Letters, Week of Sept. 13, 2012

Housing is in the mix

To The Editor:
Re “It’s mutiny on the waterfront as Durst pitches Pier 40 plan” (news article, Sept. 6):

The Durst Organization and the Hudson River Park Trust are both working to ensure that Pier 40 will remain open and generate necessary revenue not only for the pier itself, but for the entirety of the Hudson River Park. We are studying a range of possibilities for Pier 40 — including the viability of housing and other uses — and look forward to working with the community in the weeks and months ahead.
Douglas Durst and Madelyn Wils
Durst is chairman, The Durst Organization;
Wils is president and C.E.O., Hudson River Park Trust

Glick isn’t part of the solution

To The Editor:
Re “It’s mutiny on the waterfront as Durst pitches Pier 40 plan” (news article, Sept. 6):

Assemblymember Glick’s relevance continues to wane. She simply has lost the ability to think ahead, to think innovatively in any fashion. She’s spending her summer having some friend make a ridiculous drawing of Pier 40 to show what “shouldn’t be,” and focusing with insane intensity on fighting housing, rather than doing the job we elected her to do — which is to seek, present and promote fiscally prudent and actually possible alternatives.

“Great potential for natural light” on Pier 40, she says? What is this, her living room?

Why isn’t she out in Silicon Valley talking to venture capitalists about funding for what could be the world’s greatest renewable energy research and development facility, one where wind-, solar- and water-driven technologies could all be tested (and manufactured) in one place? The greatest research center in the world, with a park and fields…a triumph. Where is her ambition?

Or how about remembering when we brought it up years ago that production professionals seemed to think that the river presented impossible-to-overcome attenuation issues for recording?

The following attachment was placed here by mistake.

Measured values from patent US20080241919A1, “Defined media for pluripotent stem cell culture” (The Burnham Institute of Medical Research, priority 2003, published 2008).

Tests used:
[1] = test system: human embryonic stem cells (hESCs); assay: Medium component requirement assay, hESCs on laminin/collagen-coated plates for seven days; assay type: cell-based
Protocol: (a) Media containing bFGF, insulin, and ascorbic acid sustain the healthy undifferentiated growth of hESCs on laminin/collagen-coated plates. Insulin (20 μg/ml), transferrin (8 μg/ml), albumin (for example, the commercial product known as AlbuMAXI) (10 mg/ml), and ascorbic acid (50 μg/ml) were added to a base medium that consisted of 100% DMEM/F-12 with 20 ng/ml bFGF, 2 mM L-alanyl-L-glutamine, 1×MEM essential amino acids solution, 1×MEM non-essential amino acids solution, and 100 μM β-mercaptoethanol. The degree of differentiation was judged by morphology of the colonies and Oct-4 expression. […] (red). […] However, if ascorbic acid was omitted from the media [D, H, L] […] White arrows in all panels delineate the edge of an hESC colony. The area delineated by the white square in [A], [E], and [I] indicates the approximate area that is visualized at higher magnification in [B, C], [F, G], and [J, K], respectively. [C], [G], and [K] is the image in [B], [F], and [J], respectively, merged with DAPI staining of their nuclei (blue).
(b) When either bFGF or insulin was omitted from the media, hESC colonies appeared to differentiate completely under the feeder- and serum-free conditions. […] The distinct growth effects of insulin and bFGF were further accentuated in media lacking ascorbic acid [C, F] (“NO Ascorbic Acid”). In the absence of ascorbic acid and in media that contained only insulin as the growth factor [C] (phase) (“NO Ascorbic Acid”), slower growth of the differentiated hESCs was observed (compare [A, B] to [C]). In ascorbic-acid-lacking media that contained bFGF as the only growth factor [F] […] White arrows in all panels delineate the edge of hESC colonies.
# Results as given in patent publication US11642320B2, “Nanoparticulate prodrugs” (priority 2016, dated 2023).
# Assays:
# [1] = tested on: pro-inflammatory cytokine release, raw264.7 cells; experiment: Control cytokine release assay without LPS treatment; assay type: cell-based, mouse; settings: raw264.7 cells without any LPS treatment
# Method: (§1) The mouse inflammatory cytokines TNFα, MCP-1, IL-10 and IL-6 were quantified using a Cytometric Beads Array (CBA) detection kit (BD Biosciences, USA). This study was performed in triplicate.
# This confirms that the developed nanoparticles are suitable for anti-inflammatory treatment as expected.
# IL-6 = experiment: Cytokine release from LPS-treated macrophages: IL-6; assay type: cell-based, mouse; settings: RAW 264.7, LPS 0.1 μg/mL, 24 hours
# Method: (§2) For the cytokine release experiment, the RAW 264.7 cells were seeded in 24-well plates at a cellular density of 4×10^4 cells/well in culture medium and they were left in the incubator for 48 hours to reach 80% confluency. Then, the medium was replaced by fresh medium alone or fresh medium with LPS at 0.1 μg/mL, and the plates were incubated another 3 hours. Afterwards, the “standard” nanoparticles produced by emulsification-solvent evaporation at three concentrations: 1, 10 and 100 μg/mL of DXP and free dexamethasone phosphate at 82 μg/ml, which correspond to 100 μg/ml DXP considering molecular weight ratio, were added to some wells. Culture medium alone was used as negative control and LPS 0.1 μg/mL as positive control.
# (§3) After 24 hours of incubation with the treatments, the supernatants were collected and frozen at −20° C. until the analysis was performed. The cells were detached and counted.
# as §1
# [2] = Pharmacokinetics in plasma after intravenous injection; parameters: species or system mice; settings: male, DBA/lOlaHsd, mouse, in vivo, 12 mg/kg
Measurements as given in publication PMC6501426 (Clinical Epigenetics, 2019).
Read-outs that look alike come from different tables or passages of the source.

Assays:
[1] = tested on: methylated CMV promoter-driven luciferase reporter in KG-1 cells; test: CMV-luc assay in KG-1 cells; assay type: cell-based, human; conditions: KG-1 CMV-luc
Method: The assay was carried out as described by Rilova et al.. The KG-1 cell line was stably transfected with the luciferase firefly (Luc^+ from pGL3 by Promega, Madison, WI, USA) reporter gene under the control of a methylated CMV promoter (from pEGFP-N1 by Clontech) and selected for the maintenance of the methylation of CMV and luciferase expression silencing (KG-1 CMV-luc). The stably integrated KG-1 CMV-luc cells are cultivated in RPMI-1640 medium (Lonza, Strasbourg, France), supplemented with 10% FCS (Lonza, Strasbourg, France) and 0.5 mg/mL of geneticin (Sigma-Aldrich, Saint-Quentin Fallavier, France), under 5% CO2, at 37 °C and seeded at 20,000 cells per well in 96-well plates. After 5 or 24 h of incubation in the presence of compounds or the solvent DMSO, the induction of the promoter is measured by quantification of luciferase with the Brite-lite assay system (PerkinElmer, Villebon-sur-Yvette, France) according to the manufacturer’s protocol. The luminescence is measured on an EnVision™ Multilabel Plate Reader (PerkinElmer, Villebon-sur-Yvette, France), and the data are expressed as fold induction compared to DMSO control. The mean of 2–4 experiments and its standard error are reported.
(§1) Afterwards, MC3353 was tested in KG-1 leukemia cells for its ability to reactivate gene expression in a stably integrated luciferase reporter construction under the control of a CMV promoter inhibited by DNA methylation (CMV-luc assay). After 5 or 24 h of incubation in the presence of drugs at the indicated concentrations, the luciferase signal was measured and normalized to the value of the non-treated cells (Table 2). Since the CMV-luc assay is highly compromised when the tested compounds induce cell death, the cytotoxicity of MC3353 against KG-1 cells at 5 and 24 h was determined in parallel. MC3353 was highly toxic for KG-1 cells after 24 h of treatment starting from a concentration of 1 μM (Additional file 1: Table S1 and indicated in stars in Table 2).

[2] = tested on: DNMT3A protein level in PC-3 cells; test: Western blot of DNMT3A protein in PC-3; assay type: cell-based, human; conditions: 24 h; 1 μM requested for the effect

Elected officials in other cities and states are out there, hungry, traveling, finding, lobbying for and creating renewable energy, biotech, Internet and medical research facilities, while Glick is beginning to favor, after all of this fighting, what essentially will amount to a mall. Hey, Deborah, you want presenters for the pier — go get them!

All the while she’s staying silent on Sheldon Silver’s use of taxpayer money to pay off victims of an old-school bully and sexual predator. We know now that she will not protect women: What would she have done if the victims were members of the L.G.B.T. community? Would she have stayed silent? This is an utter embarrassment.

Where are the Pier 40 ideas, and where is the money? That question goes out to the assemblymember, and to folks like Mr. Capsis, who continue to promote ideas with no backing or interest from principal parties — which we worked so hard to get with Major League Soccer.

There must be some local with political ambition — and ideas — willing to wage a bona fide write-in campaign for this seat. My Greenwich Village landlord, who is a Republican, is running for a state Senate seat in Westchester, and is fanning the flames of this Assembly sex-harassment debacle in his campaign, and he is right. Not a bad man, but a dyed-in-the-wool free-marketer who seeks to end rent-regulation and has large holdings in the Village. Is he even on our assemblymember’s radar, and what is she doing to help the Democratic candidate in Westchester overcome this threat?
Patrick Shields

Jessie article gave comfort

To The Editor:
Re “Neighbors mourn Soho’s Jessie Blue, cry street is unsafe” (news article, Sept. 6):